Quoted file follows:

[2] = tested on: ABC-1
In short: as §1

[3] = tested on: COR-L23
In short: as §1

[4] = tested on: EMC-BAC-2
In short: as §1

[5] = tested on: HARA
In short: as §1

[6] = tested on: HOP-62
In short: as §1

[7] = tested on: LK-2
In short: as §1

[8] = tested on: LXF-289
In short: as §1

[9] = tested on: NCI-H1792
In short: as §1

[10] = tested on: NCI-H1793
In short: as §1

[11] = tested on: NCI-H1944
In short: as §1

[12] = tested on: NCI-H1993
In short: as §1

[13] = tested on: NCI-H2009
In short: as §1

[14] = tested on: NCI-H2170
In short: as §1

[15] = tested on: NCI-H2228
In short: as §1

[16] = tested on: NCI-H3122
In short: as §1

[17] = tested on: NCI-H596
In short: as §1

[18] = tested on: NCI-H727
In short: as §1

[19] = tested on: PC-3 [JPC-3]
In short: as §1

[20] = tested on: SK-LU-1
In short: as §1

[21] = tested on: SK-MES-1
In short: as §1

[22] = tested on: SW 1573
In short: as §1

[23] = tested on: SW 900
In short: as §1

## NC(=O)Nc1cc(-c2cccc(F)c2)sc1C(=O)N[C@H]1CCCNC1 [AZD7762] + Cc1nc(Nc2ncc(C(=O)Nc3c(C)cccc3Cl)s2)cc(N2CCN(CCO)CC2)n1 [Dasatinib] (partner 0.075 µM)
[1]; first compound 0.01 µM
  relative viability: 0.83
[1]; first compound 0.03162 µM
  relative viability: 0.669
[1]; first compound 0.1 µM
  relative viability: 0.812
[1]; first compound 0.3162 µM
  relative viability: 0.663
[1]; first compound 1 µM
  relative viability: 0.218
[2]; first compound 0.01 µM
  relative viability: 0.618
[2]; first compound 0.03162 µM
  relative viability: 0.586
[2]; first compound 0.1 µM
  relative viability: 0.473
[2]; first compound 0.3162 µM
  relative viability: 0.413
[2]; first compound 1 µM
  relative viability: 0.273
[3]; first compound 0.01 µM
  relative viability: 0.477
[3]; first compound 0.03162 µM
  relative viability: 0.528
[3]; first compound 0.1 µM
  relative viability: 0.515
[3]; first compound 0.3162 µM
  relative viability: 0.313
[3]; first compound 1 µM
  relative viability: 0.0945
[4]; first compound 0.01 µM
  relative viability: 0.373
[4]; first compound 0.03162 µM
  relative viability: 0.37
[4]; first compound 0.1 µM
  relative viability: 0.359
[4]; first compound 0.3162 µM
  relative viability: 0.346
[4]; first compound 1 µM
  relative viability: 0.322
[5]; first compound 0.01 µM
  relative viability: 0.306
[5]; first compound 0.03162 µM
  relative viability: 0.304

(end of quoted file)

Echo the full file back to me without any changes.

[2] = tested on: ABC-1
In short: as §1

[3] = tested on: COR-L23
In short: as §1

[4] = tested on: EMC-BAC-2
In short: as §1

[5] = tested on: HARA
In short: as §1

[6] = tested on: HOP-62
In short: as §1

[7] = tested on: LK-2
In short: as §1

[8] = tested on: LXF-289
In short: as §1

[9] = tested on: NCI-H1792
In short: as §1

[10] = tested on: NCI-H1793
In short: as §1

[11] = tested on: NCI-H1944
In short: as §1

[12] = tested on: NCI-H1993
In short: as §1

[13] = tested on: NCI-H2009
In short: as §1

[14] = tested on: NCI-H2170
In short: as §1

[15] = tested on: NCI-H2228
In short: as §1

[16] = tested on: NCI-H3122
In short: as §1

[17] = tested on: NCI-H596
In short: as §1

[18] = tested on: NCI-H727
In short: as §1

[19] = tested on: PC-3 [JPC-3]
In short: as §1

[20] = tested on: SK-LU-1
In short: as §1

[21] = tested on: SK-MES-1
In short: as §1

[22] = tested on: SW 1573
In short: as §1

[23] = tested on: SW 900
In short: as §1

## NC(=O)Nc1cc(-c2cccc(F)c2)sc1C(=O)N[C@H]1CCCNC1 [AZD7762] + Cc1nc(Nc2ncc(C(=O)Nc3c(C)cccc3Cl)s2)cc(N2CCN(CCO)CC2)n1 [Dasatinib] (partner 0.075 µM)
[1]; first compound 0.01 µM
  relative viability: 0.83
[1]; first compound 0.03162 µM
  relative viability: 0.669
[1]; first compound 0.1 µM
  relative viability: 0.812
[1]; first compound 0.3162 µM
  relative viability: 0.663
[1]; first compound 1 µM
  relative viability: 0.218
[2]; first compound 0.01 µM
  relative viability: 0.618
[2]; first compound 0.03162 µM
  relative viability: 0.586
[2]; first compound 0.1 µM
  relative viability: 0.473
[2]; first compound 0.3162 µM
  relative viability: 0.413
[2]; first compound 1 µM
  relative viability: 0.273
[3]; first compound 0.01 µM
  relative viability: 0.477
[3]; first compound 0.03162 µM
  relative viability: 0.528
[3]; first compound 0.1 µM
  relative viability: 0.515
[3]; first compound 0.3162 µM
  relative viability: 0.313
[3]; first compound 1 µM
  relative viability: 0.0945
[4]; first compound 0.01 µM
  relative viability: 0.373
[4]; first compound 0.03162 µM
  relative viability: 0.37
[4]; first compound 0.1 µM
  relative viability: 0.359
[4]; first compound 0.3162 µM
  relative viability: 0.346
[4]; first compound 1 µM
  relative viability: 0.322
[5]; first compound 0.01 µM
  relative viability: 0.306
[5]; first compound 0.03162 µM
  relative viability: 0.304